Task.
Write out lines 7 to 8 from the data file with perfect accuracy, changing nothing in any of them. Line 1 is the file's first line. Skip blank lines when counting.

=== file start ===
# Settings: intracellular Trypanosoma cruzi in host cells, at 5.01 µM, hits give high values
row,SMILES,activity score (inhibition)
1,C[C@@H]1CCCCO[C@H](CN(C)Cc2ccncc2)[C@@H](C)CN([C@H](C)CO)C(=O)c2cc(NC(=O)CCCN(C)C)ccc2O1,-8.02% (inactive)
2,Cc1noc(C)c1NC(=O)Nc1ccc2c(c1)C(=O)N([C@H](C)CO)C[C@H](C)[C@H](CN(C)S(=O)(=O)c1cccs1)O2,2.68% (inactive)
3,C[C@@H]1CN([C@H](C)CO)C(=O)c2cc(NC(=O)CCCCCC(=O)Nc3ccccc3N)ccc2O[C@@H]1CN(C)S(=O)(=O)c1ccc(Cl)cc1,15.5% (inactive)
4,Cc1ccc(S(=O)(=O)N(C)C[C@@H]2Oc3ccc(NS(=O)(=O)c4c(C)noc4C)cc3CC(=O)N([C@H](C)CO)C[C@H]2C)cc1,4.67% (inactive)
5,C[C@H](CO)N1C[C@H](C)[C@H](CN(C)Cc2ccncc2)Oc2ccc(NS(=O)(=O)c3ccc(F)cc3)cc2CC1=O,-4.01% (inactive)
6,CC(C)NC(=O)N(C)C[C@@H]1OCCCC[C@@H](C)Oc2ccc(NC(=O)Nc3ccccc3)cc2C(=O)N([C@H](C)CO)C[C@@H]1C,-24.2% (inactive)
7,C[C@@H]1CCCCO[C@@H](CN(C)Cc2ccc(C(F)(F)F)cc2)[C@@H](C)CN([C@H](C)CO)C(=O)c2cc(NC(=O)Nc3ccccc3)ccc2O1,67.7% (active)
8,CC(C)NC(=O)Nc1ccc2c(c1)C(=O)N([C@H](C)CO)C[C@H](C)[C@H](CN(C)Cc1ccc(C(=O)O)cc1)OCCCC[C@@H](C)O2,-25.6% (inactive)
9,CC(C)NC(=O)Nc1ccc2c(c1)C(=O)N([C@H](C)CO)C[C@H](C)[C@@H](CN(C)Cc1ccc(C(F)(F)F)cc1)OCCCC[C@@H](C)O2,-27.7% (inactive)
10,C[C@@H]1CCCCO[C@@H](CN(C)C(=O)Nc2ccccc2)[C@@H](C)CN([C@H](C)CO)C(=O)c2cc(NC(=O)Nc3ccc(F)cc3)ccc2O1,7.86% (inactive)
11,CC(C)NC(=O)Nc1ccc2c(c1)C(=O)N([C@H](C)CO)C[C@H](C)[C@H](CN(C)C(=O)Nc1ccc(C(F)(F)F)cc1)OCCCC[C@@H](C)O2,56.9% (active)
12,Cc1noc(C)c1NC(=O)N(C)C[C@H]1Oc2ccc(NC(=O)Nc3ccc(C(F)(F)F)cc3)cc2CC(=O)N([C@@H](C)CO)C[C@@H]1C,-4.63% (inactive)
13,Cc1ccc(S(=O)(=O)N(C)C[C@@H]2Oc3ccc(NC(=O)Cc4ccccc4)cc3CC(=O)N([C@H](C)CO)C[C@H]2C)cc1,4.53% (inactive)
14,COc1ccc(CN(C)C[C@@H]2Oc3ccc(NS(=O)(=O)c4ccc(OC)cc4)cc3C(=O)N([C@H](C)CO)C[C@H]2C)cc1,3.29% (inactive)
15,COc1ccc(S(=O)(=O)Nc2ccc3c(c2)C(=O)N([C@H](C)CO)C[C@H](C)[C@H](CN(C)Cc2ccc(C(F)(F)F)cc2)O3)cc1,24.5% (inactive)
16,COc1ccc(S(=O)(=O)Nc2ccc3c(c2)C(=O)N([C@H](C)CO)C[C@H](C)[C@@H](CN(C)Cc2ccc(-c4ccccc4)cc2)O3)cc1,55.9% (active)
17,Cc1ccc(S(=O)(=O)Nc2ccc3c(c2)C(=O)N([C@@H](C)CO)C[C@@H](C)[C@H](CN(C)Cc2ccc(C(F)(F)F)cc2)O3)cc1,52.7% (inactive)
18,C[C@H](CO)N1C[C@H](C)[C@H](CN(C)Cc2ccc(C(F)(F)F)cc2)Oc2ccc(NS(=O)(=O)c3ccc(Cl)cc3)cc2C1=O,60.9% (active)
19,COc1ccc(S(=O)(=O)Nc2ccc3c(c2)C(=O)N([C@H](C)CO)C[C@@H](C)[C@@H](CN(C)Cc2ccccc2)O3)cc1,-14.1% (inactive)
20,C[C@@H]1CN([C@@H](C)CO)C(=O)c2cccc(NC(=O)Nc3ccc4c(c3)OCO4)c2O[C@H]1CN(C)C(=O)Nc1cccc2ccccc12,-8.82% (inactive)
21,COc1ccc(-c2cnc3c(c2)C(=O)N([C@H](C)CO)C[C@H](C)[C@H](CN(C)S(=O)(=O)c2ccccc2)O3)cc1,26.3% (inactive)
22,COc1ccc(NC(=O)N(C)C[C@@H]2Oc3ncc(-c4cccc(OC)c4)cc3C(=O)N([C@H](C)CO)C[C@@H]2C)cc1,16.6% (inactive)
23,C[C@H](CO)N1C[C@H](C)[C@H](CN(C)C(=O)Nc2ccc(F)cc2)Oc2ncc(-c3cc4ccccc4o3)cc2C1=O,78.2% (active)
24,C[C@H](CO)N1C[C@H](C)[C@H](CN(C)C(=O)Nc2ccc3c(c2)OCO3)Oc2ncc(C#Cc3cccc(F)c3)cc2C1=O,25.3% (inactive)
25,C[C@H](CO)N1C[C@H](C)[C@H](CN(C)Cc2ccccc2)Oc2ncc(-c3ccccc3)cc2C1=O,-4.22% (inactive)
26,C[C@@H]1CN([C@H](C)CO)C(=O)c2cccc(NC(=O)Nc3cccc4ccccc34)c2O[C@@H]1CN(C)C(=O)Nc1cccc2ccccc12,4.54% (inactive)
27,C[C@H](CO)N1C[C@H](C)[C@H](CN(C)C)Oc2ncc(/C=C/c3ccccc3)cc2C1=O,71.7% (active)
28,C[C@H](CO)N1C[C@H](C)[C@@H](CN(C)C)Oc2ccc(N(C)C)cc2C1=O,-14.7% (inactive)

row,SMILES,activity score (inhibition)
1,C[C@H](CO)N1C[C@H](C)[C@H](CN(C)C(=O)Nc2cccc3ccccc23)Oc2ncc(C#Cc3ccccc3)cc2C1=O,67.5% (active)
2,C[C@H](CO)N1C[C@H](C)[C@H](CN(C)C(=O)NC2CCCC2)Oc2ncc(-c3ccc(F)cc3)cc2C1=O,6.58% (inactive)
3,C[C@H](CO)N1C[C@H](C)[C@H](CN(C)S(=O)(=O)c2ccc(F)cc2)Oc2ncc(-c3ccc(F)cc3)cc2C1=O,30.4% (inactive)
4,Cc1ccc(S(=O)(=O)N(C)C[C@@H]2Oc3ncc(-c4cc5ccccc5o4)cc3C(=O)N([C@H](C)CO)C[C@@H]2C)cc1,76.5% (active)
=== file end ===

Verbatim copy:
5,C[C@H](CO)N1C[C@H](C)[C@H](CN(C)Cc2ccncc2)Oc2ccc(NS(=O)(=O)c3ccc(F)cc3)cc2CC1=O,-4.01% (inactive)
6,CC(C)NC(=O)N(C)C[C@@H]1OCCCC[C@@H](C)Oc2ccc(NC(=O)Nc3ccccc3)cc2C(=O)N([C@H](C)CO)C[C@@H]1C,-24.2% (inactive)